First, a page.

While traditional x-ray machines image organs in two dimensions, often resulting in organs in the front of the body being superimposed over those in the back, CT scans allow for a more three-dimensional effect. CT images can be likened to slices in a loaf of bread. Precise sections of the body can be located and imaged as cross-sectional views. The screen before the technologist shows a computer's analysis of each section detected by the x-ray beam. Thus, various densities of tissue can be easily distinguished.

Contrast agents

Contrast agents are often used in CT exams and in other radiology procedures to illuminate certain details of anatomy more clearly. Some contrasts are natural, such as air or water. A water-based contrast agent is sometimes administered for specific diagnostic purposes. Barium sulfate is commonly used in gastroenterology procedures. The patient may drink this contrast or receive it in an enema. Oral or rectal contrast is usually given when examining the abdomen or cells, but not when scanning the brain or chest. Iodine is the most widely used intravenous contrast agent and is given through an intravenous needle.

If contrast agents are used in the CT exam, these will be administered several minutes before the study begins. Patients undergoing abdominal CT may be asked to drink a contrast medium. Some patients may experience a salty taste, flushing of the face, warmth or slight nausea, or hives from an intravenous contrast injection. Technologists and radiologists have the equipment and training to help patients through these minor reactions and to handle more severe reactions. Severe reactions to contrast are rare, but do occur.

Newer types of CT scans

The spiral CT scan, also called a helical CT, is a newer version of CT. This type of scan is continuous in motion and allows for the continuous re-creation of images. For example, traditional CT allows the technologist to take slices at very small and precise intervals one after the other. Spiral CT allows for a continuous flow of images, without stopping the scanner to move to the next image slice. A major advantage of spiral CT is the ability to reconstruct images anywhere along the length of the study area. Because the procedure is faster, patients are required to lie still for shorter periods of time. The ability to image contrast more rapidly after it is injected, when it is at its highest level, is another advantage of spiral CT's high speed.

Electron beam CT scans are another newer type of CT technology that can be used to detect calcium buildup in arteries. These calcium deposits are potential risk factors for coronary artery disease. Electron beam CT scans take pictures much more quickly than conventional CTs, and are therefore better able to produce clear images of the heart as it pumps blood. Because it is a newer and expensive test, electron beam CT scanning is not widely used.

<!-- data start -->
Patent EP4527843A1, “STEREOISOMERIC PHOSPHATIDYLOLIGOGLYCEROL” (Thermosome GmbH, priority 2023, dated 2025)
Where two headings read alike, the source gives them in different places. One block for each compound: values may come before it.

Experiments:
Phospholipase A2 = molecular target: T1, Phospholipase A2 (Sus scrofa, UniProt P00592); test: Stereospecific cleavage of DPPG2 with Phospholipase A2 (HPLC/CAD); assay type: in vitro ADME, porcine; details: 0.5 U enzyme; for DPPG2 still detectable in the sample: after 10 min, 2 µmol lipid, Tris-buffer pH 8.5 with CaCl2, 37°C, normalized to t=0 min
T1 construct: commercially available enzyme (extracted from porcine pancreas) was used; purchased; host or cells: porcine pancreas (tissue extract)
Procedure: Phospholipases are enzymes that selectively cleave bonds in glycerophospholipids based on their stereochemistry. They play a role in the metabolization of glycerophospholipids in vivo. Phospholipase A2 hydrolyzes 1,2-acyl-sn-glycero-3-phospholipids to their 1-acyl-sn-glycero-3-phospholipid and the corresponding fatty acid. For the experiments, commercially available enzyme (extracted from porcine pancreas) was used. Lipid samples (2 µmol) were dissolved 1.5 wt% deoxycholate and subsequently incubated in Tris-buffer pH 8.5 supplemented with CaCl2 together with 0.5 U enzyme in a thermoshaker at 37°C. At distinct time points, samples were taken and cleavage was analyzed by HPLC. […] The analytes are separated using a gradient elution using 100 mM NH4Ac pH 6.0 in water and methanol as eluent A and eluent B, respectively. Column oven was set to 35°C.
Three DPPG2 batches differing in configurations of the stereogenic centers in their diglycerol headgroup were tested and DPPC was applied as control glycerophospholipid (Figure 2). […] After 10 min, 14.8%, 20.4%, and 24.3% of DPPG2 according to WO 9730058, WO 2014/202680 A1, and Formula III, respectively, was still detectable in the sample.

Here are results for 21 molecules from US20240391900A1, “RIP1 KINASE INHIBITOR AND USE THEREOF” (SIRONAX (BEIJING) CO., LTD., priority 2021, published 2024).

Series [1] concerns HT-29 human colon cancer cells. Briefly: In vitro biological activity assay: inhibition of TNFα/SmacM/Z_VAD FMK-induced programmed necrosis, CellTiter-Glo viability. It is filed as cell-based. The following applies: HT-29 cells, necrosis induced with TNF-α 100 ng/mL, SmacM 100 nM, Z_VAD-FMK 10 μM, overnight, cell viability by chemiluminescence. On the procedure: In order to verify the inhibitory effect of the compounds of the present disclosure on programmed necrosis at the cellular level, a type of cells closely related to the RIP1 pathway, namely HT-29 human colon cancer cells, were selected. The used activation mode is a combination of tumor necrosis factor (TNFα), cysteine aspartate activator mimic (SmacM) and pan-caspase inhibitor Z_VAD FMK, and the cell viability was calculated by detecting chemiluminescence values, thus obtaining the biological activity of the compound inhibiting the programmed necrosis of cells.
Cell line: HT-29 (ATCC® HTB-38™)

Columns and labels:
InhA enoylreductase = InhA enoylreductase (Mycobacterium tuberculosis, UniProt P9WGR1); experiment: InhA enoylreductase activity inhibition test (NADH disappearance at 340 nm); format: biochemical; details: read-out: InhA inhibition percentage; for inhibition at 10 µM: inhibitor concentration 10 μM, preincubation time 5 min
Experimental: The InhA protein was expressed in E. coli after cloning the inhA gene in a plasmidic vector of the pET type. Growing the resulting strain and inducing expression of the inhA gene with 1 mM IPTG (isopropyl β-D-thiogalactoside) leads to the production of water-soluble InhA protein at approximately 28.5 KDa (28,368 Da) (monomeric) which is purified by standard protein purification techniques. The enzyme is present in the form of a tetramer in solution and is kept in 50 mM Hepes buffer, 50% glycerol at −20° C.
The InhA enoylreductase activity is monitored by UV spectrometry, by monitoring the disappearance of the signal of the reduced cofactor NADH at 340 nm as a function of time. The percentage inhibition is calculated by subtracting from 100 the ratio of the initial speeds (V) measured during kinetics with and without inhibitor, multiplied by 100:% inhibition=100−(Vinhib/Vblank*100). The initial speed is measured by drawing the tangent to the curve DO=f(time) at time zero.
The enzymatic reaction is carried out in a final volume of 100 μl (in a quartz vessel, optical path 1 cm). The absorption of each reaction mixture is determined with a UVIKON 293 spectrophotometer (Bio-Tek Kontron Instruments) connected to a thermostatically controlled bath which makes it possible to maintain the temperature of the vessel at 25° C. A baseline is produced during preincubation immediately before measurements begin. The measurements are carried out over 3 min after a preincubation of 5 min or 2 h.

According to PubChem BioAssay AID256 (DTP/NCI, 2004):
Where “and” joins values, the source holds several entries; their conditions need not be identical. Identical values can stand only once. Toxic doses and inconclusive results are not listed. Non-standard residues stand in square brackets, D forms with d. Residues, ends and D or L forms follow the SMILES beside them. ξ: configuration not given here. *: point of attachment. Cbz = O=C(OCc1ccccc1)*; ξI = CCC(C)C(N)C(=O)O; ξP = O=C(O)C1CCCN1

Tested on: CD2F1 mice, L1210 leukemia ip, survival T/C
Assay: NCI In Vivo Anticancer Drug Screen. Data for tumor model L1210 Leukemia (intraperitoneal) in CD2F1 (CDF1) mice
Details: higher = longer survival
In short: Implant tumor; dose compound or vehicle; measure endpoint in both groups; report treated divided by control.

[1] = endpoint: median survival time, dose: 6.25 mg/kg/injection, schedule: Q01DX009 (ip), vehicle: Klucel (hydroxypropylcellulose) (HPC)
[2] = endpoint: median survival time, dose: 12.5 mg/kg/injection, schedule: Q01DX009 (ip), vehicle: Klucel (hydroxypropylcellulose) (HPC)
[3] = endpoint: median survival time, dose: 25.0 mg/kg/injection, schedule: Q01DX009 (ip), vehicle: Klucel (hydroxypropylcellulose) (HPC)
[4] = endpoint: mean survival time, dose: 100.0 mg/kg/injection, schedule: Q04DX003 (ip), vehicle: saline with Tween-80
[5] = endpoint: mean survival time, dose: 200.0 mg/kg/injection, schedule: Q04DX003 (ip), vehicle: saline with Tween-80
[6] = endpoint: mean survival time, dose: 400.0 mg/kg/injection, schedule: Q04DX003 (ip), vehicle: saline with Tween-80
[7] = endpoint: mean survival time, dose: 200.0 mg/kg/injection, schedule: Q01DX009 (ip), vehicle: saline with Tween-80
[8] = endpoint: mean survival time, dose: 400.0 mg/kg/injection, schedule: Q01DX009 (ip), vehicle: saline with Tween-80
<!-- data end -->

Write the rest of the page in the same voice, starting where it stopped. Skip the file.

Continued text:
Some facilities will have spiral, electron, and conventional CT available. Although spiral is more advantageous for many applications, conventional CT is still a superior and precise method for imaging many tissues and structures. The physician will evaluate which type of CT works best for the specific exam purpose.

Preparation

If a contrast medium is administered, the patient may be asked to fast for about four to six hours prior to the procedure. Patients will usually be given a gown (like a typical hospital gown) to be worn during the procedure. All metal and jewelry should be removed to avoid artifacts on the film. Depending on the type of study, patients may also be required to remove dentures.

Aftercare

Generally, no aftercare is required following a CT scan. Immediately following the exam, the technologist will continue to watch the patient for possible adverse contrast reactions. Patients are instructed to advise the technologist of any symptoms, particularly respiratory difficulty. The site of contrast injection will be bandaged and may feel tender following the exam.

Risks

Radiation exposure from a CT scan is similar to, though higher than, that of a conventional x ray. Although this is a risk to pregnant women, the risk for other adults is minimal and should produce no effects. Severe contrast reactions are rare, but they are a risk of many CT procedures.

Normal results

Normal findings on a CT exam show bone, the most dense tissue, as white areas. Tissues and fat will show as various shades of gray, and fluids will be gray or black. Air will also look black. Intravenous, oral, and rectal contrast appear as white areas. The radiologist can determine if tissues and organs appear normal by the sensitivity of the gray shadows.

Abnormal results

Abnormal results may show different characteristics of tissues within organs. Accumulations of blood or other fluids where they do not belong may be detected. Radiologists can differentiate among types of tumors throughout the body by viewing details of their makeup.

Sinus studies

The increasing availability and lowered cost of CT scanning has lead to its increased use in sinus studies, either as a replacement for a sinus x ray or as a follow-up to an abnormal sinus radiograph. The sensitivity of CT allows for the location of areas of sinus infection, particularly chronic infection. Sinus tumors will show as shades of gray indicating the difference in their density from that of normal tissues in the area.

Brain studies